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I Don’t Ever Wanna Feel, Like I Did That Day

BY JAMIE DALTON / @JamieDalton82

It felt unbelievable at the time and it still feels that way years later. For the first time ever Arsenal had made it to the final of the European Cup. Real Madrid and Juventus had been banished in style on the way and although we’d struggled against Villarreal in the semi-final it felt like the journey had been completed in a very Arsenal way. There was just one massive, juggernaut standing between us and the trophy – Barcelona.

The Catalan giants had Ronaldinho in their ranks, but with Thierry Henry still in his pomp I was unusually confident in the build-up to the game. That was until the whistle sounded and utter panic set-in, “What if we lose? What if we never get here again?” They were the two questions that kept racing through my mind.

I was already in an emotional state having decided to travel to Paris despite going through a tumultuous phase in a relationship. To say my decision to up and leave for France was greeted negatively is an understatement, but what did I care; this was the holy grail. I mean…it was the final of Europe’s premiere competition, a trophy I’d watched other teams win and dreamed one day we’d lift as well.

When Jens Lehmann was sent off, it was obvious that it was going to take a monumental effort. Then Sol Campbell gave us the lead and things descended into a blur. I can barely remember anything, but did take note of the clock when Henrik Larsson came on just after the hour. “Watch him,” I was thinking, “He’s a danger.” Then Juliano Belletti took to the field ten minutes later and my mind again worked overtime, “He can do damage.”

After the 70 minute mark, every 60 seconds seemed to take an hour. 19 minutes, 18, 17, 16, 15 left…and then it happened. Samuel Eto’o skipped though on goal and slid home to equalise at Almunia’s near post. 1-1 and extra-time was on the cards. Except we’ve only got ten men and we’re looking tired. 13 minutes, 12, 11, 10…

A Larsson pass to Belletti and the Brazilian scored in the pouring rain from a tight angle. I knew we were done for at that moment and despite superstars dominating the pre-game headlines it was an unassuming Swede who’d made the difference.

To this day I’ve never felt so bad about a result. To be so close to a dream only for it to be taken away felt incredibly cruel. Worse still was the coldness - the way defeat was delivered like a sudden stab. I’d never before cried because of Arsenal. I’d often been euphoric when we won and desolate when we were down, but I’d never been reduced to tears. Maybe it was my own emotional immaturity or because I’d always been told that real men don’t cry.

However, in that moment, and recalling that I’d have to endure the cold shoulder when I returned to England, I gave in and the tears rolled down my cheeks. Luckily it wasn’t caught on TV and shown endlessly on repeat – that really would have been the cherry on a shitcake nobody would have wanted to eat.

In normal circumstances I’d have waited a couple of days and then forced myself to watch the highlights again. I’ve never again watched the Champions League final though and I don’t think I ever will. To quote Antony Keidis: “I don’t ever wanna feel, like I did that day.”

Reader Comments (4)

God, just reading that made my gut do sommersaults and I am feeling slightly queasy. I never watched that match ever again too. And I never will. Thanks for sharing Jamie. As always your way with words is wonderful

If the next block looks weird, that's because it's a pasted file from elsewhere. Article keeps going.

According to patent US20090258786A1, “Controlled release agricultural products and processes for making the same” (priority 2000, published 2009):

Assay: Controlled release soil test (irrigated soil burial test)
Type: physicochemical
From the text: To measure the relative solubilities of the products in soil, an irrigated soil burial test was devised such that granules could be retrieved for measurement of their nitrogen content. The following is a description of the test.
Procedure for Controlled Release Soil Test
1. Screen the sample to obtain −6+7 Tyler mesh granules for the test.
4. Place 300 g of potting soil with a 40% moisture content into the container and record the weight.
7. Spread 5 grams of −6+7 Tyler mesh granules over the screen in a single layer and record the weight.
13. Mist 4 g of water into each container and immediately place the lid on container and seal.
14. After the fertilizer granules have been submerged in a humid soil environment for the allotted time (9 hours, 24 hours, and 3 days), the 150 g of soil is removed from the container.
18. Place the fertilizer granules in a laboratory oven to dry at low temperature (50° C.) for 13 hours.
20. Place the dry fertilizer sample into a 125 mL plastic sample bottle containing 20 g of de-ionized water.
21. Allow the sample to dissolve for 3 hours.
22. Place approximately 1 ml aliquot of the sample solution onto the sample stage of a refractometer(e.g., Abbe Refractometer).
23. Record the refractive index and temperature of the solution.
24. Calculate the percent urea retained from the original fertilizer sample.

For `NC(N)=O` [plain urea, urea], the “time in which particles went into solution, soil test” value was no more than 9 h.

February 29, 2012 | Unregistered CommenterAnna Lvova

I was there, and I've never watched the video either.

Amazing day, blighted somewhat by Titi fluffing that chance to put us 2-0 up (and it was right in front of me – I swear if I'm ever strapped in front of a DVD, I'll be able to spot myself).

I replayed that moment in my mind over and over during a sleepless night till I wearily made my way to the Gard du Nord to wend my way back to London.

Still, redemption (of a sorts) came with Henry's goal against Leeds. Small beer, I know, but damn it tasted good.

February 29, 2012 | Unregistered CommenterSteve E.

I did watch the game, but I was travelling at the time in Costa Rica, and my dad recorded it for me just in case. The VHS is in my collection, but I've never been able to bring myself to watch it again. It was painful enough the first time.

March 1, 2012 | Unregistered CommenterMada L

So many memories of this day. Nearly missing my connecting flight in Amsterdam but so grateful for the pilot who waited 5 more minutes for the Arsenal fans as all flights to Paris were fully booked.

Arriving at Gard du Nord, dropping the bags off at the hotel and then heading to congregate with at least 1000 Gooners outside the moulin rouge. 8 beers later on the train and then realising you are going to watch The Arsenal in a champions league final. Nerves, excitement, belief and trepidation all rolled in to one.

The game itself was a blur, not because of alcohol but because it really felt like this was written in the stars, going down to 10 men, but being the dominant side despite of the sending off. As soon as Theirry missed that golden opportunity I feared the worse and the tide turned. Seeing the Barca fans celebrating Belleti's goal still hurts, never watched it back but so vivid a memory it will always remain.

Sadly feels further away then ever from putting right that rainy evening in Paris in 2006 but we live in hope.

March 1, 2012 | Unregistered Commenter@nickgooner80
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